Last week, Kenyan authorities submitted data evidence to the UN on the ongoing Kenya-Somali border row. This follows an earlier suit filed by the Somali government at the Hague-based International Court of Justice concerning the maritime boundary dispute.
What started as simple matter has degenerated over time into a complex problem, finding its way into the corridors of international courts. Two neighbours with a lot in common are embroiled in a crisis they couldn’t sit down and resolve. One is left to wonder why, within a short time, good friends and neighbours have turned into foes.
These strange developments have exposed deep-rooted suspicion and mistrust that have been brewing for the last few years between the Mogadishu and Nairobi government. Somalia has greatly benefited from Kenya’s generosity, good neighbourliness and friendship.
The relative peace prevailing in Somalia today is due to Kenya’s tireless and unrelenting efforts. Knowing very well that terrorism threat is not only a Somali problem and that a peaceful and stable Somalia is key to its stability and growth, Kenya had no option but to rally other nations to bring lasting peace. The fruits are there for all to see.
Apart from sharing a border, the two countries share the Somali ethnic group, whose language is Somali. Kenya has hosted thousands of Somali refugees for decades in Ifo and Dadaab — Africa’s largest refugee camp — both in Garissa county. These refugees arrived here due to persistent violence, war, drought and famine. Some just came to seek social services absent in their home country, like education and medical care. Kenya, on the other hand, has benefited from export of miraa to Somalia by Kenyan miraa farmers.
So what might be the possible causes of this deep mistrust, despite a show of friendship and mutual respect whenever the two Presidents meet?
First, could Kenya have erred by involving itself in Jubaland State politics immediately after the liberation of Kismayu from al Shabaab? The Mogadishu government had earlier accused Kenyan authorities of meddling in the politics and supporting Gen Ahmed Islam, popularly known as Gen Madobe, who led a different faction that fought alongside KDF in the liberation of Kismayu. The Mogadishu government said they had the final say on who was going to be the Jubaland President and not “outsiders”. In fact, the relationship got sour to the level that the Somali government demanded the immediate withdrawal of KDF from Kismayu and its place be taken over by a neutral force.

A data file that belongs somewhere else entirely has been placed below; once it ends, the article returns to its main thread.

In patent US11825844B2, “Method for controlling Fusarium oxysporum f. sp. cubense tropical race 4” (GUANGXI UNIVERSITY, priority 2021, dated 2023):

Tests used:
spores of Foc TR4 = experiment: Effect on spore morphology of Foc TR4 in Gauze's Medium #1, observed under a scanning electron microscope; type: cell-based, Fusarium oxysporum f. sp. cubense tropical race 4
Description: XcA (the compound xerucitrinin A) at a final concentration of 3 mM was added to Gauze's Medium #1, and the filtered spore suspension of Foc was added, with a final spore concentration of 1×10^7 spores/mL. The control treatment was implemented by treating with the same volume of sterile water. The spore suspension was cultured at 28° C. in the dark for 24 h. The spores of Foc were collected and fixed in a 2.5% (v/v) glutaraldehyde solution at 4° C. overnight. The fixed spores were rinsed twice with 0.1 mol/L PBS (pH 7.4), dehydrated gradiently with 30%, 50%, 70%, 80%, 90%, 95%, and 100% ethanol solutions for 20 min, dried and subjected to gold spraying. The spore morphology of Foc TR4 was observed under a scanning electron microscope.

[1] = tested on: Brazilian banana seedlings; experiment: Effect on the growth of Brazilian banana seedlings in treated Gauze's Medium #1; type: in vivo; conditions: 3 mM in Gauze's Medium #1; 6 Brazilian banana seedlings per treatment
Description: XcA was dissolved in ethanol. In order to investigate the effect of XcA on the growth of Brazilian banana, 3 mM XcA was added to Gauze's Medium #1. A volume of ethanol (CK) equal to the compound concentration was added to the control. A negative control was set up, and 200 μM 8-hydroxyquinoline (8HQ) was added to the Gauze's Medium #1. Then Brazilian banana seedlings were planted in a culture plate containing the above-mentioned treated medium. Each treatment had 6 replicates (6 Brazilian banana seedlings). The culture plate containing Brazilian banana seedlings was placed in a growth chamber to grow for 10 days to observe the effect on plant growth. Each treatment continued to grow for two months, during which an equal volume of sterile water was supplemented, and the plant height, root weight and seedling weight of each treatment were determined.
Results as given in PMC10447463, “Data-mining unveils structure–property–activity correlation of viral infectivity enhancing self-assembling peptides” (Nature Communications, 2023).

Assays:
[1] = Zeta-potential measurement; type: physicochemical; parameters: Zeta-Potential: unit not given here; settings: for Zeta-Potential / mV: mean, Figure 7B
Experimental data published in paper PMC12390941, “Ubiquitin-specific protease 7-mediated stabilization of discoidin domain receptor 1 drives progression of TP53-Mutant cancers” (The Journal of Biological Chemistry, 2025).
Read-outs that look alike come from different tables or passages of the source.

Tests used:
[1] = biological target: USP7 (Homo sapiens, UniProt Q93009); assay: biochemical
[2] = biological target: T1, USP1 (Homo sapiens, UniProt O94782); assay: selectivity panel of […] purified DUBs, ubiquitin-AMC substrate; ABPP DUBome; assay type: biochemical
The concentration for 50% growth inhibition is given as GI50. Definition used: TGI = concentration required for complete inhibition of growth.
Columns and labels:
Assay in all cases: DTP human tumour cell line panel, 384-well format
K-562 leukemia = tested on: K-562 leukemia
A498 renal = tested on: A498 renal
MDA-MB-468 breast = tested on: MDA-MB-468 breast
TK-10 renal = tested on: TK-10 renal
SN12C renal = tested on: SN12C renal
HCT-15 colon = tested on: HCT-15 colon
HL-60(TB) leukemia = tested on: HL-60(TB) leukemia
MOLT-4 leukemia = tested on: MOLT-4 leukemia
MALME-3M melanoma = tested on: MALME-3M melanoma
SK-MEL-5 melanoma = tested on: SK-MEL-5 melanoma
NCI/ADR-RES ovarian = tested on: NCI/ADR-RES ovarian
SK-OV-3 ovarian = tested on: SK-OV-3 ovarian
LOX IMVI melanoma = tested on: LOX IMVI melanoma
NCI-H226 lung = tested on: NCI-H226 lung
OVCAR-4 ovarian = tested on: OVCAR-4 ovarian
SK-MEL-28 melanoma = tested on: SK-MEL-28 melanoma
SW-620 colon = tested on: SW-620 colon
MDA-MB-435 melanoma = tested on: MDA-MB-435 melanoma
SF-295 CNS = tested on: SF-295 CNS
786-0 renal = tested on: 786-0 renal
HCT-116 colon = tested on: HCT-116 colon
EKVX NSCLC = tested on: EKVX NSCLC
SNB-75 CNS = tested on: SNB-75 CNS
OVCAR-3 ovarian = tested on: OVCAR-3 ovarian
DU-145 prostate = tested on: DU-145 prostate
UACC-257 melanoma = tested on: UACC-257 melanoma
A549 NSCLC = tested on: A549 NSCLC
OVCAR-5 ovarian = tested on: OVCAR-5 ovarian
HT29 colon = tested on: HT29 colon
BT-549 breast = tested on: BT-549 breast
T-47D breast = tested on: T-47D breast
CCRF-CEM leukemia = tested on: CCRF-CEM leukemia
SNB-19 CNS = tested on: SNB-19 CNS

Secondly, the shocking revelation by the UN Monitoring for Somalia and Eritrea that Kenya’s troops in Somalia are deeply involved in the illegal charcoal trade banned by the UN in 2012 may have complicated the already deteriorating relations. This report was released last year and prepared for the UN Security Council.
The Kenyan government vehemently denied by allegations. However, it did not go well with the Somali government since the report had laid it bare that the Kenyan government had hidden economic interests. Failure by the Kenyan government to work with UN authorities in investigating these allegations worsened the situation. Until now I do not know whether a comprehensive investigation has been carried out and the troops involved brought to book.
Thirdly, the earlier decision by the Jubilee government to repatriate all the Somali refugees living in Dadaab and Ifo camps and subsequently close these camps could have angered the Somali government. The government alleged that the camps harbour terrorists and are therefore used to plan and launch attacks in Kenyan towns. This was after the Mandera and Garissa University terrorist attacks.The international community and the Somali government suggested that the refugees be left to voluntarily return to their country. The UN refugee agency boss visited the country mid-this year over the matter, and it was agreed that the agency and the two governments work together on refugee relocation.
Lastly, Somalia has protested on several occasions against the ongoing construction of a boundary wall on the 860km border by the Kenyan government to act as a barrier to terrorists. The Mogadishu government has complained of not being consulted and involved in this mega project yet it is going to hurt its people. Why didn’t the Kenya government consult its neighbour so that the contentious issues are ironed out before embarking on the project? More consultation should be carried out to clear the matter, otherwise the differences may reach their peak.
Whatever the ruling on the maritime boundary dispute, the two countries will still have deep mistrust. Something has to be done. The two governments cannot just assume they are enjoying cordial and mutual relations and that things are going on smoothly. The differences have the potential of escalating into a full-blown war if not checked.
Stephen Opana works with Windle Trust Kenya, which implements education in refugee camps in Kenya on behalf of UNHCR. Email: firstname.lastname@example.org